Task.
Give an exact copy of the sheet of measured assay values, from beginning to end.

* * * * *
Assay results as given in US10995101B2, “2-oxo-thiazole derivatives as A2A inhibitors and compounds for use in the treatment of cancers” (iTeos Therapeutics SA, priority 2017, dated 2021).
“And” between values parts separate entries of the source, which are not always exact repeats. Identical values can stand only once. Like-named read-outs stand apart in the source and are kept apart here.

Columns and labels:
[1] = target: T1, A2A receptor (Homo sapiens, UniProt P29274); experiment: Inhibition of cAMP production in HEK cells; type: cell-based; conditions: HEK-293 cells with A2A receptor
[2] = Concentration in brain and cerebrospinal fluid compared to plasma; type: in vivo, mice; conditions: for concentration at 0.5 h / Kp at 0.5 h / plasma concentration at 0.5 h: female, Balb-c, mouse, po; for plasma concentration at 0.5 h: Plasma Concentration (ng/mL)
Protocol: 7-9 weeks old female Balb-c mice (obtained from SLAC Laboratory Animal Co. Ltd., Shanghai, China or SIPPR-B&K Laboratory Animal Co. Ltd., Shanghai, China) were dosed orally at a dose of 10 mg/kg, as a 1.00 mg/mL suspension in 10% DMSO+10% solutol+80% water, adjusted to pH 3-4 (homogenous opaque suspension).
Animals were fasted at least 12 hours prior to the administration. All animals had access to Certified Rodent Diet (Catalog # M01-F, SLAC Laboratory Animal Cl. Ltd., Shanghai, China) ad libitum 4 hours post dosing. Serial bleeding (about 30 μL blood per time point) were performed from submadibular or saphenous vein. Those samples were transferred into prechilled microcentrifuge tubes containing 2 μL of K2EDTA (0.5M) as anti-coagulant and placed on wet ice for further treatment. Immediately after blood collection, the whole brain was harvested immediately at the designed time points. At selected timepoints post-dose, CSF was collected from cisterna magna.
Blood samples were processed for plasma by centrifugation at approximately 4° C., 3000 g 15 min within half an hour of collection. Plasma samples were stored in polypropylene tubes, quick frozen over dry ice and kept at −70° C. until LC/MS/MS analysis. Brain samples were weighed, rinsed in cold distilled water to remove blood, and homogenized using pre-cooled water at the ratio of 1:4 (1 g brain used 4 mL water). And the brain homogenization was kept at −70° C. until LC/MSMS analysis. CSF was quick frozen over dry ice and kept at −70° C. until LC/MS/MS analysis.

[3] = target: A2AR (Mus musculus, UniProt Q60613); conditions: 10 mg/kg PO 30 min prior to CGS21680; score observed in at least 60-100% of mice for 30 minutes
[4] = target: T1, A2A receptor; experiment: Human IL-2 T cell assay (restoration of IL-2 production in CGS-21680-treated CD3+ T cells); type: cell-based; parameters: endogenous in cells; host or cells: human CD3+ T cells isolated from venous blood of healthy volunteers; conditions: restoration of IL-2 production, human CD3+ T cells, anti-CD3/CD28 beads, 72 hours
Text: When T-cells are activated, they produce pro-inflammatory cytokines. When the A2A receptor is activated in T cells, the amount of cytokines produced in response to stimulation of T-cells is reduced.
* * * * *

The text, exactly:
Assay results as given in US10995101B2, “2-oxo-thiazole derivatives as A2A inhibitors and compounds for use in the treatment of cancers” (iTeos Therapeutics SA, priority 2017, dated 2021).
“And” between values parts separate entries of the source, which are not always exact repeats. Identical values can stand only once. Like-named read-outs stand apart in the source and are kept apart here.

Columns and labels:
[1] = target: T1, A2A receptor (Homo sapiens, UniProt P29274); experiment: Inhibition of cAMP production in HEK cells; type: cell-based; conditions: HEK-293 cells with A2A receptor
[2] = Concentration in brain and cerebrospinal fluid compared to plasma; type: in vivo, mice; conditions: for concentration at 0.5 h / Kp at 0.5 h / plasma concentration at 0.5 h: female, Balb-c, mouse, po; for plasma concentration at 0.5 h: Plasma Concentration (ng/mL)
Protocol: 7-9 weeks old female Balb-c mice (obtained from SLAC Laboratory Animal Co. Ltd., Shanghai, China or SIPPR-B&K Laboratory Animal Co. Ltd., Shanghai, China) were dosed orally at a dose of 10 mg/kg, as a 1.00 mg/mL suspension in 10% DMSO+10% solutol+80% water, adjusted to pH 3-4 (homogenous opaque suspension).
Animals were fasted at least 12 hours prior to the administration. All animals had access to Certified Rodent Diet (Catalog # M01-F, SLAC Laboratory Animal Cl. Ltd., Shanghai, China) ad libitum 4 hours post dosing. Serial bleeding (about 30 μL blood per time point) were performed from submadibular or saphenous vein. Those samples were transferred into prechilled microcentrifuge tubes containing 2 μL of K2EDTA (0.5M) as anti-coagulant and placed on wet ice for further treatment. Immediately after blood collection, the whole brain was harvested immediately at the designed time points. At selected timepoints post-dose, CSF was collected from cisterna magna.
Blood samples were processed for plasma by centrifugation at approximately 4° C., 3000 g 15 min within half an hour of collection. Plasma samples were stored in polypropylene tubes, quick frozen over dry ice and kept at −70° C. until LC/MS/MS analysis. Brain samples were weighed, rinsed in cold distilled water to remove blood, and homogenized using pre-cooled water at the ratio of 1:4 (1 g brain used 4 mL water). And the brain homogenization was kept at −70° C. until LC/MSMS analysis. CSF was quick frozen over dry ice and kept at −70° C. until LC/MS/MS analysis.

[3] = target: A2AR (Mus musculus, UniProt Q60613); conditions: 10 mg/kg PO 30 min prior to CGS21680; score observed in at least 60-100% of mice for 30 minutes
[4] = target: T1, A2A receptor; experiment: Human IL-2 T cell assay (restoration of IL-2 production in CGS-21680-treated CD3+ T cells); type: cell-based; parameters: endogenous in cells; host or cells: human CD3+ T cells isolated from venous blood of healthy volunteers; conditions: restoration of IL-2 production, human CD3+ T cells, anti-CD3/CD28 beads, 72 hours
Text: When T-cells are activated, they produce pro-inflammatory cytokines. When the A2A receptor is activated in T cells, the amount of cytokines produced in response to stimulation of T-cells is reduced.